Students innovate against Zika in 48 hours

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When 80 motivated and innovative students from five universities work together, novel ideas will emerge. The first [U] Invent produced 12 solutions to combat the spread of the Zika virus through educational and conceptual solutions. More than $4,000 in award funds and an opportunity for two students from a winning team to meet with the Centers for Disease Control and Prevention (CDC) was presented to the students.

Innovate Against Zika is the first [U] Invent program implementing the highly successful Aggies Invent model which gives students 48 hours to collaborate in teams solving identified design challenges related to a specific topic. The students have complete access to the Engineering Innovation Center (EIC) and topic experts throughout the innovation competition. 

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“It was great having other universities participate in the first [U] Invent,” said Rodney Boehm, associate professor of practice.  “All of the students blended into tight teams and it allowed us to show how we innovate at Texas A&M University.”

The Texas A&M University College of Engineering and The Zika Foundation partnered to host Innovate Against Zika with the goal of applying new discoveries about the Zika mosquito using trans-discipline expertise to halt the spread of the Zika virus through the rapid development and implementation of low-cost, sustainable solutions. Student teams chose from one of three tracks for their needs statement: vector (mosquito) control, immune households or community resiliency and sustainability.

“This weekend opened my eyes to the ability for people to pull themselves together for a common cause,” said Garrett Harmon. “It’s really motivating to me to think more about my education and what I’m doing now so I can have a great effect of people in the future.”

Innovate Against Zika was stacked with 20 of the brightest researchers in the fields of public health, entomology, chemistry, architecture, engineering and biotechnology to guide and advise the students throughout the weekend. Some of the mentors and presenters included Dr. R. Ulrich Bernier, the acting national program leader and research chemist with the USDA’s Agricultural Research Service, whose efforts are focused on surveillance and control of the vector(s) responsible for pathogen transmission; Dr. Michael Callahan, a physician scientist board certified in internal medicine, infectious disease, tropical medicine (DTM&H) and mass casualty care and a clinical and research faculty member at Massachusetts General Hospital/Harvard Medical School; and Josue Young, a researcher in the Medical Entomology Department at the Gorgas Memorial Institute in Panama City, Panama.

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“Control of Zika is a problem-rich issue,” said Callahan. “We therefore are compelled to bring this challenge to a solution-rich setting where new answers can be identified. This is the first time engineers, architects and urban planners have been given complete access to Zika-mosquito experts. We believe this event has identified new solutions to this growing global problem.”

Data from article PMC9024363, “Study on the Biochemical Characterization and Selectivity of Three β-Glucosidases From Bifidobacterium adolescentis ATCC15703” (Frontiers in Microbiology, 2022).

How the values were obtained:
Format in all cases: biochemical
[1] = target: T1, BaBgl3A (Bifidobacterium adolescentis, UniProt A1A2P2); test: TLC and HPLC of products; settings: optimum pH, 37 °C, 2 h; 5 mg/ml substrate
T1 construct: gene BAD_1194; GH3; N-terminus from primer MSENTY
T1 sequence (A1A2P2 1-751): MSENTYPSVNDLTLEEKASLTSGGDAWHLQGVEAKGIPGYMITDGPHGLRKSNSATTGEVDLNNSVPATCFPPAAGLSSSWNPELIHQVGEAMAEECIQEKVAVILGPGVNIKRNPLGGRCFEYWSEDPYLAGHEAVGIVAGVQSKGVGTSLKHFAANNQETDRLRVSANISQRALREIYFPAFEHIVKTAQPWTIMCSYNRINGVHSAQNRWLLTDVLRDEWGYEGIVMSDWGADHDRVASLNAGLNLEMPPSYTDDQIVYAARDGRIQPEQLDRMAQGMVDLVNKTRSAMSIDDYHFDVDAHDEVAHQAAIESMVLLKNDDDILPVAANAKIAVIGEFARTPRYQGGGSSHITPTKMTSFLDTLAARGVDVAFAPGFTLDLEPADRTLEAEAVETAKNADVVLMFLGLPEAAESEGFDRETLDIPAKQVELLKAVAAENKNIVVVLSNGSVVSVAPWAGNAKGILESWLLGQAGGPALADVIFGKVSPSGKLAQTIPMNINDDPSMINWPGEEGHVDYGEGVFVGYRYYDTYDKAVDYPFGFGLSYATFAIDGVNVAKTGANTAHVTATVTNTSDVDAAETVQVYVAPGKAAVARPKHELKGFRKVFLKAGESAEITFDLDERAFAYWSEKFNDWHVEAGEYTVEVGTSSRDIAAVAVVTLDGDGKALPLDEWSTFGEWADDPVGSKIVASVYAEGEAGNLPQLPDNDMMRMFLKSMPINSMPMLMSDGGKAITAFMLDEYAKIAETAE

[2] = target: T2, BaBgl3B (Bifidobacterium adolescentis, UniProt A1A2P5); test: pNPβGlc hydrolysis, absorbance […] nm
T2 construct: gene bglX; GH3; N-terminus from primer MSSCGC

The first-place team, awarded $1,000, was SWATeam. The team developed an app that engages young people in games to find mosquito areas, provides education and allows the community to learn more about Zika. The team consisted of two Texas A&M students — Kendra Mack, from biomedical sciences and Ankita Brahmaroutu from the college of medicine — and five University of Texas students —Jason He, electrical engineering; Annabel Wang, Ishani Chakravarty, and Justin Zhong, chemical engineering; and Zhra Biabani, economics.

The Bucket List team took second place and was awarded  $750. This team developed a Zika protection kit that is contained in a mosquito trap to form a multi-dimensional solution. The members of this team included Kedar Balakrishna, Diego Garcia, Austin Lu, Liana Polikaitis and Ashley Tucker, biomedical engineering; Jessica Lee, biomedical science; and Megan Rodriguez, nuclear engineering.

The third-place team, awarded $500, developed an education program in a pictogram that would be attached to rain barrels currently being distributed by non-governmental organizations worldwide. The Persistent Pictogram team consisted of three Texas A&M students, Mo Adesanmi, chemical engineering, Clare Elizondo, biomedical science and Jane Frederick, biomedical engineering; two Wichita State University students, Hannah Hund, biomedical engineering and LaRissa Lawrie, strategic communications; and Stephanie Strong, chemistry and biology from East Carolina University.

In addition to the top three teams receiving award money, The Texas A&M University System awarded $200 to each of the remaining nine teams due to their high quality and innovative designs. All teams are encouraged to continue developing their prototypes and business models for implementation or distribution.

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The CDC showed its interest in Innovate Against Zika by offering to bring two members from the winning team to Atlanta to present the team’s innovation to the Zika response team, speak with its technology transfer experts and tour its insectary.

“It’s been really great to have such a wide variety of mentors available and bringing them all together allows us to learn about the whole picture and not just one niche of the research,” said Strong. “I was excited to come here and be a part of the solution. This has been a life changing experience.”